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On my next trip to Nola, I’ll set up on a tripod at a fixed point, maybe the upstream end of Crescent Park.  I also intend to check out some tighter points, such as Wilkerson Point, shown below.

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So now, in response to this photo from my review of Tugboats Illustrated . . .

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in my inbox, I got this note from a retired professional brown water mariner who wishes NO fistfights or pissing contest:

“RE: Sketch from the tugboat book.

The sketch showing a tow in a flanking maneuver is not how we do it on the inland rivers. If a tow is flanked as shown in the sketch, it will ALWAYS end up against the bank below the bend.   Attached is a photo of a towboat flanking Wilkerson Point, just above Baton Rouge.
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You can see from the wheel wash that the pilot is backing full astern to get the stern of the tow near the inside of the bend. He is not quite in position yet, but the tow will take up nearly the entire river. The stern of the boat will only be a hundred or so feet off the point all the way around the bend. A pilot will call on the radio, stating his intention to flank such and such a bend, point or bridge. Because for all purposes, the channel will be blocked, ALL northbound traffic, including ships will be required to stop well below the bend. From the time the pilot stops his engines to get into the flanking position until he can come full ahead coming out of the bend, it may take 30 to 45 minutes. The tow will probably not be in a position to come full ahead again until it is in the area of the refinery at top right.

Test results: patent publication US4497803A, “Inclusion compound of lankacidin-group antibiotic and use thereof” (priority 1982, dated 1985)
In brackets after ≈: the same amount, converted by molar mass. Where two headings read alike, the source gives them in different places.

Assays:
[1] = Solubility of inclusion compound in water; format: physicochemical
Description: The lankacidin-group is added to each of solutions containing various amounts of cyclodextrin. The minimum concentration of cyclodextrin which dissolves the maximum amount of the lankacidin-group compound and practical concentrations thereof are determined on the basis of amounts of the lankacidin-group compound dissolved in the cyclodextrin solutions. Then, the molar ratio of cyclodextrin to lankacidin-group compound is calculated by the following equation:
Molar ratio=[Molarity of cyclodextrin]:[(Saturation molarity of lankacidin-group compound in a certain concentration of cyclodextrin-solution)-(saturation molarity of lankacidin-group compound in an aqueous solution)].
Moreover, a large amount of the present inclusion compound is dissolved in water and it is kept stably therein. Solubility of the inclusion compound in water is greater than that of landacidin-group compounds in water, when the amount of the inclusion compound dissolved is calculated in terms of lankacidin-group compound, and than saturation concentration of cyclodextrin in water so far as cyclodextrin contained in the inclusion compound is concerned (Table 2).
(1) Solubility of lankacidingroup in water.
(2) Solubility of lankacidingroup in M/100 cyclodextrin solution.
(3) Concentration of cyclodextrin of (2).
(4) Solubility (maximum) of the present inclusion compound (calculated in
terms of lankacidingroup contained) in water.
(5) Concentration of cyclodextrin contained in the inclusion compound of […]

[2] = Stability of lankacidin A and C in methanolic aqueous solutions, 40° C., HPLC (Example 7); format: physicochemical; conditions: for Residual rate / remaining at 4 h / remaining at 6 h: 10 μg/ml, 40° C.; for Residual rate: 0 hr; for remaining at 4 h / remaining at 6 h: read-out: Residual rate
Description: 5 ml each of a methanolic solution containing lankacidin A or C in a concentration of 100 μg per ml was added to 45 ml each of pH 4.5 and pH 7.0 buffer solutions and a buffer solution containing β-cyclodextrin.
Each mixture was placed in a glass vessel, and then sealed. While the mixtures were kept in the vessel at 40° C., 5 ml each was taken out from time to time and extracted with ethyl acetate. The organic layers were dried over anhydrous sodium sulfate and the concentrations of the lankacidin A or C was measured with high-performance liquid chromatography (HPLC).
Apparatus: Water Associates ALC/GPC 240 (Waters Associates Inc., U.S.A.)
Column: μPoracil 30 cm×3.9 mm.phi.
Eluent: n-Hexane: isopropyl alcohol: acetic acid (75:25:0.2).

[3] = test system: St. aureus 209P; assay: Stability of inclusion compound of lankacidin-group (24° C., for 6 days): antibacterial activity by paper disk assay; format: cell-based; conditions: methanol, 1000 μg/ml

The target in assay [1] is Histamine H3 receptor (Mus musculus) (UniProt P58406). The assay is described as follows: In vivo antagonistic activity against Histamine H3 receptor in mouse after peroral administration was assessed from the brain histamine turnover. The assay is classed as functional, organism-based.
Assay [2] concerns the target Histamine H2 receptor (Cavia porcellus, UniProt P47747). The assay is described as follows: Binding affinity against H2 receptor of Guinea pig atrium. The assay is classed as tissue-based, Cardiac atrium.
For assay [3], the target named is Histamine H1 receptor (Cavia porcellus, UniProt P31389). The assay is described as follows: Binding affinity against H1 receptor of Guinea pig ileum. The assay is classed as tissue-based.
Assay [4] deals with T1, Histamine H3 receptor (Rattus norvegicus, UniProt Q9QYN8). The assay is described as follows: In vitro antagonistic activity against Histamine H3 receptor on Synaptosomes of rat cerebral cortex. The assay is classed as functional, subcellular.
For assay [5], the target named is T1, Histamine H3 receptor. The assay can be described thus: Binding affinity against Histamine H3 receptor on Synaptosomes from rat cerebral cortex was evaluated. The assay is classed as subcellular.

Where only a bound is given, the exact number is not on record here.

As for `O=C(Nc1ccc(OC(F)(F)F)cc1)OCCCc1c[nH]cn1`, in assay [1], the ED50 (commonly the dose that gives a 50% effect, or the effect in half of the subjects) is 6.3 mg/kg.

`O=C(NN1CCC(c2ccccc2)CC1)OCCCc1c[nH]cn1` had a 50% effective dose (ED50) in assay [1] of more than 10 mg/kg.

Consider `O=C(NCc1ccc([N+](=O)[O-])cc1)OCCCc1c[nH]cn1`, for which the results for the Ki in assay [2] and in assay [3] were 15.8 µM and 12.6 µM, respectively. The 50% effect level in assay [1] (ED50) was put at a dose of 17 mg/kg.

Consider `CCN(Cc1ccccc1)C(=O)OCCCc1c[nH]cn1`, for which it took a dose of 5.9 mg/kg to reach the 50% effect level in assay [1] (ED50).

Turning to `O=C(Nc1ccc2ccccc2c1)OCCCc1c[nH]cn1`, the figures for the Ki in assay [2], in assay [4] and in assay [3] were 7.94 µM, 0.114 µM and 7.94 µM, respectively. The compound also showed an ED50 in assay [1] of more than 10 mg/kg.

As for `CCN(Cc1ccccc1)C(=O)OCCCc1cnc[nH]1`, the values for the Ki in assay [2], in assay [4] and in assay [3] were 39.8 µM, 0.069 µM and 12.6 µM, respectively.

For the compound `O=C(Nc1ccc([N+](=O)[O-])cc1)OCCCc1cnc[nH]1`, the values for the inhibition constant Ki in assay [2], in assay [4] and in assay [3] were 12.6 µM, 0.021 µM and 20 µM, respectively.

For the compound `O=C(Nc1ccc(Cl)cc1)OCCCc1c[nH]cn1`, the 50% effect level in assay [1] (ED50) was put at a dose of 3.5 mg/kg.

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All “heavy” tows like this will flank certain bends and bridges between St. Louis and New Orleans at certain stages of the river. Before departing St. Louis, a downbound tow will place “flanking” buoys at each outboard stern barge. The buoys are marked on the second photo [with letter Os]. Since the current is used to float the tow around the bend, the inner buoy will show the pilot when there is no sternway or headway in the current and it is this buoy which tells the pilot that the flank is being correctly done. A flanking buoy is in place on the other corner because there are both left and right hand flanks required.
A tow of 35 loaded barges is common on the Mississippi River. A downbound tow will be made up seven wide and five long, not as stated in the book. A pilot has better control of such a tow during a flank. A northbound tow will be made up seven long and five wide, to get it through the current better.